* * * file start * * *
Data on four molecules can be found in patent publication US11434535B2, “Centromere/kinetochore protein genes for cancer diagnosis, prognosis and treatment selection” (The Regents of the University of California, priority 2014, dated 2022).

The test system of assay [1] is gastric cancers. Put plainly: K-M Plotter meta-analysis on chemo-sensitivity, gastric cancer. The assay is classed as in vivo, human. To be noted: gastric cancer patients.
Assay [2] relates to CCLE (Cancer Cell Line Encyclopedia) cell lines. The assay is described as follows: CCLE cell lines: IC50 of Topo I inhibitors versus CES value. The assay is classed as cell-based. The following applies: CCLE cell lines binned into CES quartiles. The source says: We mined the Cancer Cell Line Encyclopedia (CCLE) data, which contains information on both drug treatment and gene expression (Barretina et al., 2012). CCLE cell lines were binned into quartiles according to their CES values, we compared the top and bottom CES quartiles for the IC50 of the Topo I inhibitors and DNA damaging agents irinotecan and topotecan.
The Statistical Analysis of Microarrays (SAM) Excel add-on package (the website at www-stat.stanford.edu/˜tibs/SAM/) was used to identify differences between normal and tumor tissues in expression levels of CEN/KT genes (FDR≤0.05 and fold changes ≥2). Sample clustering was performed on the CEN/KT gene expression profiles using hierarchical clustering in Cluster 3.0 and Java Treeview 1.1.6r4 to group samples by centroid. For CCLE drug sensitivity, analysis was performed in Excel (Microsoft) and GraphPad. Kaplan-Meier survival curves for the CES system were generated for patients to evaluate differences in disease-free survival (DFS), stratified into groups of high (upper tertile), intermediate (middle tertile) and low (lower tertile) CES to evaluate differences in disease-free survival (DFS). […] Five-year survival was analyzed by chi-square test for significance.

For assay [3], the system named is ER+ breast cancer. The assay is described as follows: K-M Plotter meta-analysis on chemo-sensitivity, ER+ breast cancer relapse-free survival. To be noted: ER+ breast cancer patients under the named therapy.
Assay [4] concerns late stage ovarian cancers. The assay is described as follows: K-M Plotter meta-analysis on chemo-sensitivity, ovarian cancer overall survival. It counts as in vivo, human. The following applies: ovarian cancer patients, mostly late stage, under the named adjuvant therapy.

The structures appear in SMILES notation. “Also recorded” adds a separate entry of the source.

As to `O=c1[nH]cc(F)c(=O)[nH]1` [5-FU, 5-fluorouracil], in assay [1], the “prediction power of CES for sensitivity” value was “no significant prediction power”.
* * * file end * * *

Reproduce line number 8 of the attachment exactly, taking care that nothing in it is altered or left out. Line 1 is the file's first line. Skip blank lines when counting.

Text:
As to `O=c1[nH]cc(F)c(=O)[nH]1` [5-FU, 5-fluorouracil], in assay [1], the “prediction power of CES for sensitivity” value was “no significant prediction power”.